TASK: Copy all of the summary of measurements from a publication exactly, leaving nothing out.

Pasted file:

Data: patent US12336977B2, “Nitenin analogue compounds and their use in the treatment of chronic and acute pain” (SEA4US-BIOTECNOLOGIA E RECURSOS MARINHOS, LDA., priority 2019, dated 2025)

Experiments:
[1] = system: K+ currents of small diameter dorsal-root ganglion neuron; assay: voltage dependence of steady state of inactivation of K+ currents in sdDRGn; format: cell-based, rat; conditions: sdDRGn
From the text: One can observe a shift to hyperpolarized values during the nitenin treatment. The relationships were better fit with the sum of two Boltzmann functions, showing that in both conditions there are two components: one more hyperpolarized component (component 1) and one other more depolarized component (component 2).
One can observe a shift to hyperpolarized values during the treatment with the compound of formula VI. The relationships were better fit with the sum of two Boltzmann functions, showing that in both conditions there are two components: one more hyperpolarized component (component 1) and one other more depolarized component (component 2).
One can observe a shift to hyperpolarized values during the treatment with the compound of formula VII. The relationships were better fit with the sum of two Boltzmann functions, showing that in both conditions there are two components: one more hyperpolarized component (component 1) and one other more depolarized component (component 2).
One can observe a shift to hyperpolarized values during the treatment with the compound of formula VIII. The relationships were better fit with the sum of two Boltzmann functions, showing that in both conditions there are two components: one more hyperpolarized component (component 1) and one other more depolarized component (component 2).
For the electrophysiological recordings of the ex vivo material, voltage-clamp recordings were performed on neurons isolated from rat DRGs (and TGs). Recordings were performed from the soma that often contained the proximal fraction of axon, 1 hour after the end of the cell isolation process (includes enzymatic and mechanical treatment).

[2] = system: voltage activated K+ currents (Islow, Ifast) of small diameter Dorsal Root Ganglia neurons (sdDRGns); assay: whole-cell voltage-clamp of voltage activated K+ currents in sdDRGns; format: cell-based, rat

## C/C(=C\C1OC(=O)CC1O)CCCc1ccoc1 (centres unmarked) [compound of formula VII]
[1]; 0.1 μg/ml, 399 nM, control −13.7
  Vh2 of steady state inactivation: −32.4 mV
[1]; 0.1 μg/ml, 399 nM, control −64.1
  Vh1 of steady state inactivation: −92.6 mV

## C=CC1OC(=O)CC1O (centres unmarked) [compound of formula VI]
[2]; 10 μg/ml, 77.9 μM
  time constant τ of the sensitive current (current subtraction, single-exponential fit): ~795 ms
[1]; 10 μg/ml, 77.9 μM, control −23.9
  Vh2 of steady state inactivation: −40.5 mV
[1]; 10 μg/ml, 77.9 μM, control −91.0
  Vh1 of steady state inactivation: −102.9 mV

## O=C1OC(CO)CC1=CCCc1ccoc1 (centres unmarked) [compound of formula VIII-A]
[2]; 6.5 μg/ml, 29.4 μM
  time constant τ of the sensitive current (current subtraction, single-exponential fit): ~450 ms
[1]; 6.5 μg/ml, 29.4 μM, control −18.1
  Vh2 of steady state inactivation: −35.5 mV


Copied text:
Data: patent US12336977B2, “Nitenin analogue compounds and their use in the treatment of chronic and acute pain” (SEA4US-BIOTECNOLOGIA E RECURSOS MARINHOS, LDA., priority 2019, dated 2025)

Experiments:
[1] = system: K+ currents of small diameter dorsal-root ganglion neuron; assay: voltage dependence of steady state of inactivation of K+ currents in sdDRGn; format: cell-based, rat; conditions: sdDRGn
From the text: One can observe a shift to hyperpolarized values during the nitenin treatment. The relationships were better fit with the sum of two Boltzmann functions, showing that in both conditions there are two components: one more hyperpolarized component (component 1) and one other more depolarized component (component 2).
One can observe a shift to hyperpolarized values during the treatment with the compound of formula VI. The relationships were better fit with the sum of two Boltzmann functions, showing that in both conditions there are two components: one more hyperpolarized component (component 1) and one other more depolarized component (component 2).
One can observe a shift to hyperpolarized values during the treatment with the compound of formula VII. The relationships were better fit with the sum of two Boltzmann functions, showing that in both conditions there are two components: one more hyperpolarized component (component 1) and one other more depolarized component (component 2).
One can observe a shift to hyperpolarized values during the treatment with the compound of formula VIII. The relationships were better fit with the sum of two Boltzmann functions, showing that in both conditions there are two components: one more hyperpolarized component (component 1) and one other more depolarized component (component 2).
For the electrophysiological recordings of the ex vivo material, voltage-clamp recordings were performed on neurons isolated from rat DRGs (and TGs). Recordings were performed from the soma that often contained the proximal fraction of axon, 1 hour after the end of the cell isolation process (includes enzymatic and mechanical treatment).

[2] = system: voltage activated K+ currents (Islow, Ifast) of small diameter Dorsal Root Ganglia neurons (sdDRGns); assay: whole-cell voltage-clamp of voltage activated K+ currents in sdDRGns; format: cell-based, rat

## C/C(=C\C1OC(=O)CC1O)CCCc1ccoc1 (centres unmarked) [compound of formula VII]
[1]; 0.1 μg/ml, 399 nM, control −13.7
  Vh2 of steady state inactivation: −32.4 mV
[1]; 0.1 μg/ml, 399 nM, control −64.1
  Vh1 of steady state inactivation: −92.6 mV

## C=CC1OC(=O)CC1O (centres unmarked) [compound of formula VI]
[2]; 10 μg/ml, 77.9 μM
  time constant τ of the sensitive current (current subtraction, single-exponential fit): ~795 ms
[1]; 10 μg/ml, 77.9 μM, control −23.9
  Vh2 of steady state inactivation: −40.5 mV
[1]; 10 μg/ml, 77.9 μM, control −91.0
  Vh1 of steady state inactivation: −102.9 mV

## O=C1OC(CO)CC1=CCCc1ccoc1 (centres unmarked) [compound of formula VIII-A]
[2]; 6.5 μg/ml, 29.4 μM
  time constant τ of the sensitive current (current subtraction, single-exponential fit): ~450 ms
[1]; 6.5 μg/ml, 29.4 μM, control −18.1
  Vh2 of steady state inactivation: −35.5 mV